Find equipment – Activity monitors, hand weights, heart rate monitors and home-gym systems can be useful but aren’t necessary. You can add exercise equipment into your program at little to no expense. For example, a step is a great aerobic and resistance training device. A  backpack filled with a bag of sand makes for a good piece of resistance training equipment.

Mix things up – Try to include aerobic and cardio exercises as well as strength and resistance training in your weekly exercise program. Doing a combination of different types of exercise helps to improve more areas of your health and fitness.

Planning an exercise session

There are 3 general parts to an exercise session.

1. Warm-up

The aim of a warm-up is to increase blood flow to warm your muscles or gradually raise your heart and breathing rates. This prepares your body for further activity without a sudden elevation. A warm-up can include 5–10 minutes of low intensity aerobic and cardio exercise and light stretching. Walking or stepping up and down on a stair are good warm-ups. If approved by your doctor or exercise professional, you can use light weights to warm up before strength training.

2. Training

This is the part of an exercise session when the work is done. It could include activities from one or more types of exercises:

  • aerobic and cardio exercises
  • strength and resistance training
  • flexibility exercises
  • balance exercises. People with weakened bones or peripheral neuropathy can improve stability with balance exercises
  • pelvic floor exercises. Some people may need to exercise their pelvic floor muscles – especially if they have leaking or incontinence issues.

3. Cool-down

The cool-down allows your heart rate and blood pressure to gently return to normal. It also helps your body and muscles recover and reduces soreness after exercise. After aerobic or cardio exercise, cool down with 5–10 minutes of relaxed, low intensity activity such as slow walking or cycling. After strength or resistance training, you can cool down with light stretching.

Ways to stay motivated

Start an exercise diary – Record each day’s physical activity and exercise in a paper or digital diary or calendar. List the type of activity, and how long and hard you exercised.

Go online – Use free websites such as MyFitnessPal to record your exercise sessions. You can also use this website to record how much you’re eating and exercising.

Use fitness apps – Free smartphone apps such as Runkeeper, MyFitnessPal or STRAVA track your movement while you are exercising if you wear a smartwatch or keep your smartphone on you, or you can record your activity later. You can download them from the App Store (Apple) or Google Play (Android).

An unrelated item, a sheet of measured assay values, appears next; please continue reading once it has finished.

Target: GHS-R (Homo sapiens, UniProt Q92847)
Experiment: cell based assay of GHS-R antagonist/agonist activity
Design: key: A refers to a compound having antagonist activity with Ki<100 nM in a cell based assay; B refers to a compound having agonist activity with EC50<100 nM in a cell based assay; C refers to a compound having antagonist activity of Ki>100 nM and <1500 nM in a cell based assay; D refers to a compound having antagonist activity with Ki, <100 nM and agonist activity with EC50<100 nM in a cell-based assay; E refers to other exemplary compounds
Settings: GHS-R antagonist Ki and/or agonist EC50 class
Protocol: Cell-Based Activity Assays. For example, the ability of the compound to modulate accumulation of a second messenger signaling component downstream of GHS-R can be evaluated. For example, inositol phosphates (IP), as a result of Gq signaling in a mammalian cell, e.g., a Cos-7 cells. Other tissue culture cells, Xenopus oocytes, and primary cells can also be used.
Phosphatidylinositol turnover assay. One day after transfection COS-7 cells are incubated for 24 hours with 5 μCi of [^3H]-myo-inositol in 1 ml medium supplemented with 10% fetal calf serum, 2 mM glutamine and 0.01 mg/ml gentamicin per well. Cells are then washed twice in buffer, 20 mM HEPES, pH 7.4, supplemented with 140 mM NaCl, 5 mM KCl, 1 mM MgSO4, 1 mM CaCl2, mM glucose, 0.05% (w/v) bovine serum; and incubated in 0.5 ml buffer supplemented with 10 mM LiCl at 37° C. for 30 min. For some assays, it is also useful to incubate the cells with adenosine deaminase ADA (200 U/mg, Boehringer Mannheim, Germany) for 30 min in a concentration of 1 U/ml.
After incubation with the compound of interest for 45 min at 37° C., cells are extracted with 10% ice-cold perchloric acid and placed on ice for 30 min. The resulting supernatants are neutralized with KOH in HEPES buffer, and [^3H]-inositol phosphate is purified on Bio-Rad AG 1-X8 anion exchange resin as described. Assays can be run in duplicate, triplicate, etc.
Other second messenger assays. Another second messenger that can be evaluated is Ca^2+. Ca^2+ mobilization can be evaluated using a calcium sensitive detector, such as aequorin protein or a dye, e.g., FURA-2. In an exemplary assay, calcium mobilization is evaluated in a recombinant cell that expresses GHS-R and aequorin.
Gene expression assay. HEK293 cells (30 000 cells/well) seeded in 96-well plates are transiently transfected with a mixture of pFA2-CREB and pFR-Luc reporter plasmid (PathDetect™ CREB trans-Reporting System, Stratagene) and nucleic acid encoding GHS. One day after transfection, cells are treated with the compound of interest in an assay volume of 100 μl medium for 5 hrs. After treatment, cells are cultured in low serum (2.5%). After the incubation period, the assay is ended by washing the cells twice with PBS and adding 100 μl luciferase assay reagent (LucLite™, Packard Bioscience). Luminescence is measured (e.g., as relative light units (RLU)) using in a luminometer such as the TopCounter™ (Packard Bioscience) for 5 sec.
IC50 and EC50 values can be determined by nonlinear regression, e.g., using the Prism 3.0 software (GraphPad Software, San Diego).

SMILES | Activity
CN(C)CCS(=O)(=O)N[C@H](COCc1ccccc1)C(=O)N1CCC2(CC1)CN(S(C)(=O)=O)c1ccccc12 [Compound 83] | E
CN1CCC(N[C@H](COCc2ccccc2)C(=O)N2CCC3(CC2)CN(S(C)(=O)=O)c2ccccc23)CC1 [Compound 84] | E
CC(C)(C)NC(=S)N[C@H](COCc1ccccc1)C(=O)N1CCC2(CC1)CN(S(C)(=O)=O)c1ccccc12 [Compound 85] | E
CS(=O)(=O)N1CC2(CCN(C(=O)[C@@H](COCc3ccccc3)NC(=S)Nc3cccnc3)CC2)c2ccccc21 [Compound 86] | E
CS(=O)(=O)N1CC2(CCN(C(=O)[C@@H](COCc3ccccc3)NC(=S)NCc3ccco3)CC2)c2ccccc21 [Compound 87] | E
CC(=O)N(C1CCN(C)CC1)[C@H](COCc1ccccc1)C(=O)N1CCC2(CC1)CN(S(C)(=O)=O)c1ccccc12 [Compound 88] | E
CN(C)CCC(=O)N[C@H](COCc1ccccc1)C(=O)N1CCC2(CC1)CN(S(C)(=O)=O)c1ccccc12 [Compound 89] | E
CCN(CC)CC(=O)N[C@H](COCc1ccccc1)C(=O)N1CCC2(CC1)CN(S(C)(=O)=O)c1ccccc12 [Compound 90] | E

Wear a gadget – Also called wearables, devices such as those from Fitbit and Garmin are worn like a watch. They can track your steps or minutes of activity and transfer the data to your smartphone or computer. Some also monitor your heart rate and take electrocardiogram (ECG) measures.

Have options for bad weather – A combination of indoor and outdoor exercise options will mean you can keep exercising even if the weather changes or if it’s after dark.

Buddy up with someone – Exercise with family and friends to keep each other motivated. You can even share an online class together.

Muscle groups

These diagrams show the major muscle groups of the human body. Aerobic and cardio exercise focuses on improving your heart and lung fitness, but it also works many of your body’s muscles. Strength and resistance training, and flexibility exercise both focus on the muscles, with individual exercises usually targeting specific muscle groups. The exercises on these pages cover a range of muscle groups. An exercise professional can help you plan a weekly program that covers all the muscle groups and focuses on any areas that may need particular care or attention.

Featured resource

Exercise for People Living with Cancer

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This information is reviewed by

This information was last reviewed August 2023 by the following expert content reviewers: Kirsten Adlard, Accredited Exercise Physiologist, The University of Queensland, QLD; Dr Diana Adams, Medical Oncologist, Macarthur Cancer Therapy Centre, NSW; Grace Butson, Senior Physiotherapist, Peter MacCallum Cancer Centre, VIC; Kate Cox, 13 11 20 Consultant, Cancer Council SA; Wai Yin Chung, Consumer; Thomas Harris, Men’s Health Physiotherapist, QLD; Clare Hughes, Chair of Cancer Council’s Nutrition, Alcohol and Physical Activity Committee; Jen McKenzie, Level 1 Lymphoedema Physiotherapist, ESSA Accredited Exercise Physiologist, The McKenzie Clinic, QLD; Claudia Marck, Consumer; Dr David Mizrahi, Accredited Exercise Physiologist and Research Fellow, The Daffodil Centre at Cancer Council NSW and The University of Sydney, NSW; Prof Rob Newton, Professor of Exercise Medicine, Exercise Medicine Research Institute, Edith Cowan University, WA; Jason Sonneman, Consumer.